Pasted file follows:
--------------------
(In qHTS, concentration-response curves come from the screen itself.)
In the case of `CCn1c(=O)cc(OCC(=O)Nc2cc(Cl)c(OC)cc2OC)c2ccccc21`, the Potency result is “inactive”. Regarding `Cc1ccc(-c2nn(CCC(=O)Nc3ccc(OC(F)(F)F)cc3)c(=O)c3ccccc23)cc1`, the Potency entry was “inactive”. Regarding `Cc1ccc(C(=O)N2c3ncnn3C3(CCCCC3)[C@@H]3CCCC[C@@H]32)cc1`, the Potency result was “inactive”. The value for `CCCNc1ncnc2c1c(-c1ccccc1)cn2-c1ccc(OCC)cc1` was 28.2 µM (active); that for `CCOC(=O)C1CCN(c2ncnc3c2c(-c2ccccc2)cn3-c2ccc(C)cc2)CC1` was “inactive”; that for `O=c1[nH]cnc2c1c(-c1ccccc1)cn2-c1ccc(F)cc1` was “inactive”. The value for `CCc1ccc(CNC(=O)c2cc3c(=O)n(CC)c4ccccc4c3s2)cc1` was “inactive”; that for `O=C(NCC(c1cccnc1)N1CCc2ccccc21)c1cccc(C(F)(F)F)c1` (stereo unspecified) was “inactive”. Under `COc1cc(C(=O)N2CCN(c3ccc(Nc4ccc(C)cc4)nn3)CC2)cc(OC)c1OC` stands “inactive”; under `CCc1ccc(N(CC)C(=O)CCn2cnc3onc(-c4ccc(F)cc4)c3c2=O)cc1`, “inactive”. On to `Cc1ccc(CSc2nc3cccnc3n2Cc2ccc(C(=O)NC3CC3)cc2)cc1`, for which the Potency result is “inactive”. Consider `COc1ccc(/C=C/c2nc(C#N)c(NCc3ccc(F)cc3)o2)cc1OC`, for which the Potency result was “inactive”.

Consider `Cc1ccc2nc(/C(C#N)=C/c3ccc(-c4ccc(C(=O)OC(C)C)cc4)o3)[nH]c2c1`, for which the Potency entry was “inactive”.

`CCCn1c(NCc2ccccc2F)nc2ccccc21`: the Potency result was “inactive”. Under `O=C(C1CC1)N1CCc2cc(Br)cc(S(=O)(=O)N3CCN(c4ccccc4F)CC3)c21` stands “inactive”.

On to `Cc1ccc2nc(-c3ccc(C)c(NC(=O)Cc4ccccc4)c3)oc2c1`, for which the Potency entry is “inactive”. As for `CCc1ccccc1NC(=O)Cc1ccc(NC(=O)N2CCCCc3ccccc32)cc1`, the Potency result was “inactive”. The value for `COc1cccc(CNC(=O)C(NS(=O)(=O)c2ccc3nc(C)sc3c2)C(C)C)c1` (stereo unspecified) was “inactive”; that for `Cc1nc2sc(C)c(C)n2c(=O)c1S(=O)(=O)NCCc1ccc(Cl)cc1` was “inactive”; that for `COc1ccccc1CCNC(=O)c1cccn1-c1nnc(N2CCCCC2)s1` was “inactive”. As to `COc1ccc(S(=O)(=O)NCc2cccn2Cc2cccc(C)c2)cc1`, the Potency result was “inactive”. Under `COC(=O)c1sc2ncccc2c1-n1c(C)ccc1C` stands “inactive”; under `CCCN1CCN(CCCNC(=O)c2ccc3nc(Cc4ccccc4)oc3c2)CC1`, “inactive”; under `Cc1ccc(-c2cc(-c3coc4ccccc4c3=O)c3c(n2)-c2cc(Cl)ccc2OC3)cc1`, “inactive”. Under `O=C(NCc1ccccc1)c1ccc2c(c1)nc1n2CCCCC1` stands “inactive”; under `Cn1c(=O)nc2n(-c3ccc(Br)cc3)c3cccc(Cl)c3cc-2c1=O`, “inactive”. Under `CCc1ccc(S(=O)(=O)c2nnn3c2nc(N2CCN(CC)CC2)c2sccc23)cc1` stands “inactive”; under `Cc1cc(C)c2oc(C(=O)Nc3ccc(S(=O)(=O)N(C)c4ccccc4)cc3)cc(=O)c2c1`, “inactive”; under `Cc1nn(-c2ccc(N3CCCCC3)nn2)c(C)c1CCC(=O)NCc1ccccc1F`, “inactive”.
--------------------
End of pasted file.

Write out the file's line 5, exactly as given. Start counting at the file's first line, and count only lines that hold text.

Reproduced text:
On to `Cc1ccc2nc(-c3ccc(C)c(NC(=O)Cc4ccccc4)c3)oc2c1`, for which the Potency entry is “inactive”. As for `CCc1ccccc1NC(=O)Cc1ccc(NC(=O)N2CCCCc3ccccc32)cc1`, the Potency result was “inactive”. The value for `COc1cccc(CNC(=O)C(NS(=O)(=O)c2ccc3nc(C)sc3c2)C(C)C)c1` (stereo unspecified) was “inactive”; that for `Cc1nc2sc(C)c(C)n2c(=O)c1S(=O)(=O)NCCc1ccc(Cl)cc1` was “inactive”; that for `COc1ccccc1CCNC(=O)c1cccn1-c1nnc(N2CCCCC2)s1` was “inactive”. As to `COc1ccc(S(=O)(=O)NCc2cccn2Cc2cccc(C)c2)cc1`, the Potency result was “inactive”. Under `COC(=O)c1sc2ncccc2c1-n1c(C)ccc1C` stands “inactive”; under `CCCN1CCN(CCCNC(=O)c2ccc3nc(Cc4ccccc4)oc3c2)CC1`, “inactive”; under `Cc1ccc(-c2cc(-c3coc4ccccc4c3=O)c3c(n2)-c2cc(Cl)ccc2OC3)cc1`, “inactive”. Under `O=C(NCc1ccccc1)c1ccc2c(c1)nc1n2CCCCC1` stands “inactive”; under `Cn1c(=O)nc2n(-c3ccc(Br)cc3)c3cccc(Cl)c3cc-2c1=O`, “inactive”. Under `CCc1ccc(S(=O)(=O)c2nnn3c2nc(N2CCN(CC)CC2)c2sccc23)cc1` stands “inactive”; under `Cc1cc(C)c2oc(C(=O)Nc3ccc(S(=O)(=O)N(C)c4ccccc4)cc3)cc(=O)c2c1`, “inactive”; under `Cc1nn(-c2ccc(N3CCCCC3)nn2)c(C)c1CCC(=O)NCc1ccccc1F`, “inactive”.